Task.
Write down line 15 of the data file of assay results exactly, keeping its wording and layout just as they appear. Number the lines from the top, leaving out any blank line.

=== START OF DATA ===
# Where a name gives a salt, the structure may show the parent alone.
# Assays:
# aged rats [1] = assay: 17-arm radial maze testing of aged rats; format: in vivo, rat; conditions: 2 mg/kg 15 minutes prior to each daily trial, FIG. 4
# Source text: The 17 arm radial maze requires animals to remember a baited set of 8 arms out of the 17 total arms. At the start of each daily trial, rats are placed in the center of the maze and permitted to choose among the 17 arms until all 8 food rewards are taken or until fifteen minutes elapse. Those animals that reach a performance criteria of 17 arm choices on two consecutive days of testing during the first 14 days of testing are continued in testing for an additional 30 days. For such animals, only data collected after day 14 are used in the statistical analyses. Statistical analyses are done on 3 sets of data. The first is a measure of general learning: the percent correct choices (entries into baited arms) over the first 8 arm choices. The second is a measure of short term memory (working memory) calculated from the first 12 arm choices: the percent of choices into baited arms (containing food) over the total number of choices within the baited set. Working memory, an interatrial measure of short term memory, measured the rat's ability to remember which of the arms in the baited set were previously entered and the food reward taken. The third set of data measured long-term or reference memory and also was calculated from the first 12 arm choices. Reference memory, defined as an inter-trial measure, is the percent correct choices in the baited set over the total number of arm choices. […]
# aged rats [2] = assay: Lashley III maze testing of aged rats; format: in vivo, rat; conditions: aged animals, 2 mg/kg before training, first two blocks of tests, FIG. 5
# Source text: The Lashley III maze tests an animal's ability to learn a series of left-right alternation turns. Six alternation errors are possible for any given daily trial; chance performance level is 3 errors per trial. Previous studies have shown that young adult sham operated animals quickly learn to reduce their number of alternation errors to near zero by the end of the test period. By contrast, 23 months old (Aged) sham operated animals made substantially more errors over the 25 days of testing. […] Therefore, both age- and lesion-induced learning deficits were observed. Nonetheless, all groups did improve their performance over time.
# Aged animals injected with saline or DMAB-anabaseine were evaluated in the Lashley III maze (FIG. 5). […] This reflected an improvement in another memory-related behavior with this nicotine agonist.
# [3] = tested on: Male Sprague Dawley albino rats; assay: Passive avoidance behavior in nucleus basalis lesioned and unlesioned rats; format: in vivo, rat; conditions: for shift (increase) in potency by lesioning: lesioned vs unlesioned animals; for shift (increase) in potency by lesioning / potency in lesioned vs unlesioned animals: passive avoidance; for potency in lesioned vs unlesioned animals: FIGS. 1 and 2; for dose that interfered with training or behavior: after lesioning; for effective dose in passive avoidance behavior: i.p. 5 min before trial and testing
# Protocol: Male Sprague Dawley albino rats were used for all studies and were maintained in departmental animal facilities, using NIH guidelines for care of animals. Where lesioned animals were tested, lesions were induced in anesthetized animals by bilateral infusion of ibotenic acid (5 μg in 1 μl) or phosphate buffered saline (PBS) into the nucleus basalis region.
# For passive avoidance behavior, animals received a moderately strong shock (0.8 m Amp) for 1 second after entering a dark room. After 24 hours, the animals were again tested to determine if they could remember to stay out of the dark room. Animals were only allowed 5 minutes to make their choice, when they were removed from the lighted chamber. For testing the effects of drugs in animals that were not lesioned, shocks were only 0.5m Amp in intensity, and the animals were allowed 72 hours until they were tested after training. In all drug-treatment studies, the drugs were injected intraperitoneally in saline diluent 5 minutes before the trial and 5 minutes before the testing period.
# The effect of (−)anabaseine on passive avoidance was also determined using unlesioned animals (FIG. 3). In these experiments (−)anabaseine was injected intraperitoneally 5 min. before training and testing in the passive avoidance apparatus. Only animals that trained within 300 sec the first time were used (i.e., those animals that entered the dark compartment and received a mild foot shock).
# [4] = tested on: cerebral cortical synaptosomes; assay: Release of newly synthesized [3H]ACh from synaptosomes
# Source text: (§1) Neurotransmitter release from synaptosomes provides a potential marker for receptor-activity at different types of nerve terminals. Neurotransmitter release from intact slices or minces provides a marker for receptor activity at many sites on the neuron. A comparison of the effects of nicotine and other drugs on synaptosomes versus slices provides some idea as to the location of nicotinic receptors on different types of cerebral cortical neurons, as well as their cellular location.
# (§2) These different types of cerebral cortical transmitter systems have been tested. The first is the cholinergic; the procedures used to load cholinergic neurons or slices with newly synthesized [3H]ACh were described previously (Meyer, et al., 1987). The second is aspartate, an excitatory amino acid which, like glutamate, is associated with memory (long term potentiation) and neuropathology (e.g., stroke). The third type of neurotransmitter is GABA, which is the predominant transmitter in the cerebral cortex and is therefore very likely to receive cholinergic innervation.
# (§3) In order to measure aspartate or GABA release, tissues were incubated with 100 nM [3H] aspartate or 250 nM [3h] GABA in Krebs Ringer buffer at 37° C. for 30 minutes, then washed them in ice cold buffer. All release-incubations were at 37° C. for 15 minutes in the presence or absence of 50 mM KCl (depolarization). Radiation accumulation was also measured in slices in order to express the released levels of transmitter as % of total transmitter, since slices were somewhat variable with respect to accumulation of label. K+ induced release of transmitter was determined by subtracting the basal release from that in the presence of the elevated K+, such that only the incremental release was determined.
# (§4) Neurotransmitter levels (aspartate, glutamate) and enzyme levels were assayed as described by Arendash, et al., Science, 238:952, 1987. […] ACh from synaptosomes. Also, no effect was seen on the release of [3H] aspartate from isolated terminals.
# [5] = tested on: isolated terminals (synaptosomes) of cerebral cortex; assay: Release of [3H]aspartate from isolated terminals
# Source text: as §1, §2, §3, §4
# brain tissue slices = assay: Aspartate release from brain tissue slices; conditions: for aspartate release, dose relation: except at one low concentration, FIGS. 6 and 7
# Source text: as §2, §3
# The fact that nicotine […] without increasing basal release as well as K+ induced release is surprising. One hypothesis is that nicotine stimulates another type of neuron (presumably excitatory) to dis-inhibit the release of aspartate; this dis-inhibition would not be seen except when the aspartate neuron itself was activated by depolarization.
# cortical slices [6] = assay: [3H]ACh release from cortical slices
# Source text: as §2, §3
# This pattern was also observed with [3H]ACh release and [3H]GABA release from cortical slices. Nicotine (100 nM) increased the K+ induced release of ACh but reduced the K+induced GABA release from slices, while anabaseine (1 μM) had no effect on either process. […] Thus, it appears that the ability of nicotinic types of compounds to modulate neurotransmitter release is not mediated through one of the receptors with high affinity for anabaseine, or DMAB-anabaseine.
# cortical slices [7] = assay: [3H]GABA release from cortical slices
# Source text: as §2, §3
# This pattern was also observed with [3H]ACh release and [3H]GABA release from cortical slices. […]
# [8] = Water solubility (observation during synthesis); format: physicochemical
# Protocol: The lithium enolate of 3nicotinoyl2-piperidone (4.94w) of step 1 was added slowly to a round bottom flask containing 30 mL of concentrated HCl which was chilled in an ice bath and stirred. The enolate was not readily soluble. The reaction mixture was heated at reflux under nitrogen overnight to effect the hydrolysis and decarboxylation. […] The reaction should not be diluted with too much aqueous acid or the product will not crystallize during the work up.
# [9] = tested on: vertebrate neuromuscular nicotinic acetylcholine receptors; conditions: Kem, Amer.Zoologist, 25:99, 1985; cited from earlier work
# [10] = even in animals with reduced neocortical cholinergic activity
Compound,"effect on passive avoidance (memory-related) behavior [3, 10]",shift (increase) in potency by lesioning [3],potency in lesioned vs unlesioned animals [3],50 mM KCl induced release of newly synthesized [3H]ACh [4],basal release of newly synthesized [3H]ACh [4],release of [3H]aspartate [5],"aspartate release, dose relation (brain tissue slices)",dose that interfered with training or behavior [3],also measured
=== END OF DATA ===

# (§3) In order to measure aspartate or GABA release, tissues were incubated with 100 nM [3H] aspartate or 250 nM [3h] GABA in Krebs Ringer buffer at 37° C. for 30 minutes, then washed them in ice cold buffer. All release-incubations were at 37° C. for 15 minutes in the presence or absence of 50 mM KCl (depolarization). Radiation accumulation was also measured in slices in order to express the released levels of transmitter as % of total transmitter, since slices were somewhat variable with respect to accumulation of label. K+ induced release of transmitter was determined by subtracting the basal release from that in the presence of the elevated K+, such that only the incremental release was determined.